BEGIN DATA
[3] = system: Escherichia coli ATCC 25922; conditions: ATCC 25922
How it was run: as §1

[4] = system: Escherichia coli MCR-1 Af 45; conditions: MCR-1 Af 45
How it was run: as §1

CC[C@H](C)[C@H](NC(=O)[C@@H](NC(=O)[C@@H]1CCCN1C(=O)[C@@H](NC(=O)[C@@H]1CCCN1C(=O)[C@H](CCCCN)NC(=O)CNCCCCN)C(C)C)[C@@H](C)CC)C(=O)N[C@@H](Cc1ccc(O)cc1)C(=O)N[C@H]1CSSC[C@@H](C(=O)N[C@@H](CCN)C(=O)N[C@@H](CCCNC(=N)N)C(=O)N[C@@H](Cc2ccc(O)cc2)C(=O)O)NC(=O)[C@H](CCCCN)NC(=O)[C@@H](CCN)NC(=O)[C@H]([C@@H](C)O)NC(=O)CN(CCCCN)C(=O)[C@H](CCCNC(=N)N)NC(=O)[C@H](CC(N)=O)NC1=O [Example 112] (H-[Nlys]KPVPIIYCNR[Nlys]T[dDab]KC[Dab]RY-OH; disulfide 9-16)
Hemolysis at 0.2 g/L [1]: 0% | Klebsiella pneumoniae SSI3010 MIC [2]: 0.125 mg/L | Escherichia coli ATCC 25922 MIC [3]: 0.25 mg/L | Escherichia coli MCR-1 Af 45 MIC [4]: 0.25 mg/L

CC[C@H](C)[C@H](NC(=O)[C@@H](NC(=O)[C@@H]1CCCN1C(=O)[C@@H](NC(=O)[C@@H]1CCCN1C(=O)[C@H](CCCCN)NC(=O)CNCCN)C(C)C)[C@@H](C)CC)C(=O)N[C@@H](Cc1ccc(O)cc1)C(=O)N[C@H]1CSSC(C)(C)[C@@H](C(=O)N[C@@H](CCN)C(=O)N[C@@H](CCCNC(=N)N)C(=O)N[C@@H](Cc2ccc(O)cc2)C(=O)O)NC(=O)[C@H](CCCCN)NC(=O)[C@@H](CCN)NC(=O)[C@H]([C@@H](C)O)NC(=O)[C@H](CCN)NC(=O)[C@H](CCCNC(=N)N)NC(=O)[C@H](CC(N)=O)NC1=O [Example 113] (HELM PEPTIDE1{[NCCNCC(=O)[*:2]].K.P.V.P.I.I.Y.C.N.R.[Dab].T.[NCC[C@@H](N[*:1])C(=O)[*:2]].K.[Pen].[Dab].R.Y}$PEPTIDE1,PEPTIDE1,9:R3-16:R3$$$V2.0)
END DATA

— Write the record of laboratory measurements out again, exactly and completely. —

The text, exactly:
[3] = system: Escherichia coli ATCC 25922; conditions: ATCC 25922
How it was run: as §1

[4] = system: Escherichia coli MCR-1 Af 45; conditions: MCR-1 Af 45
How it was run: as §1

CC[C@H](C)[C@H](NC(=O)[C@@H](NC(=O)[C@@H]1CCCN1C(=O)[C@@H](NC(=O)[C@@H]1CCCN1C(=O)[C@H](CCCCN)NC(=O)CNCCCCN)C(C)C)[C@@H](C)CC)C(=O)N[C@@H](Cc1ccc(O)cc1)C(=O)N[C@H]1CSSC[C@@H](C(=O)N[C@@H](CCN)C(=O)N[C@@H](CCCNC(=N)N)C(=O)N[C@@H](Cc2ccc(O)cc2)C(=O)O)NC(=O)[C@H](CCCCN)NC(=O)[C@@H](CCN)NC(=O)[C@H]([C@@H](C)O)NC(=O)CN(CCCCN)C(=O)[C@H](CCCNC(=N)N)NC(=O)[C@H](CC(N)=O)NC1=O [Example 112] (H-[Nlys]KPVPIIYCNR[Nlys]T[dDab]KC[Dab]RY-OH; disulfide 9-16)
Hemolysis at 0.2 g/L [1]: 0% | Klebsiella pneumoniae SSI3010 MIC [2]: 0.125 mg/L | Escherichia coli ATCC 25922 MIC [3]: 0.25 mg/L | Escherichia coli MCR-1 Af 45 MIC [4]: 0.25 mg/L

CC[C@H](C)[C@H](NC(=O)[C@@H](NC(=O)[C@@H]1CCCN1C(=O)[C@@H](NC(=O)[C@@H]1CCCN1C(=O)[C@H](CCCCN)NC(=O)CNCCN)C(C)C)[C@@H](C)CC)C(=O)N[C@@H](Cc1ccc(O)cc1)C(=O)N[C@H]1CSSC(C)(C)[C@@H](C(=O)N[C@@H](CCN)C(=O)N[C@@H](CCCNC(=N)N)C(=O)N[C@@H](Cc2ccc(O)cc2)C(=O)O)NC(=O)[C@H](CCCCN)NC(=O)[C@@H](CCN)NC(=O)[C@H]([C@@H](C)O)NC(=O)[C@H](CCN)NC(=O)[C@H](CCCNC(=N)N)NC(=O)[C@H](CC(N)=O)NC1=O [Example 113] (HELM PEPTIDE1{[NCCNCC(=O)[*:2]].K.P.V.P.I.I.Y.C.N.R.[Dab].T.[NCC[C@@H](N[*:1])C(=O)[*:2]].K.[Pen].[Dab].R.Y}$PEPTIDE1,PEPTIDE1,9:R3-16:R3$$$V2.0)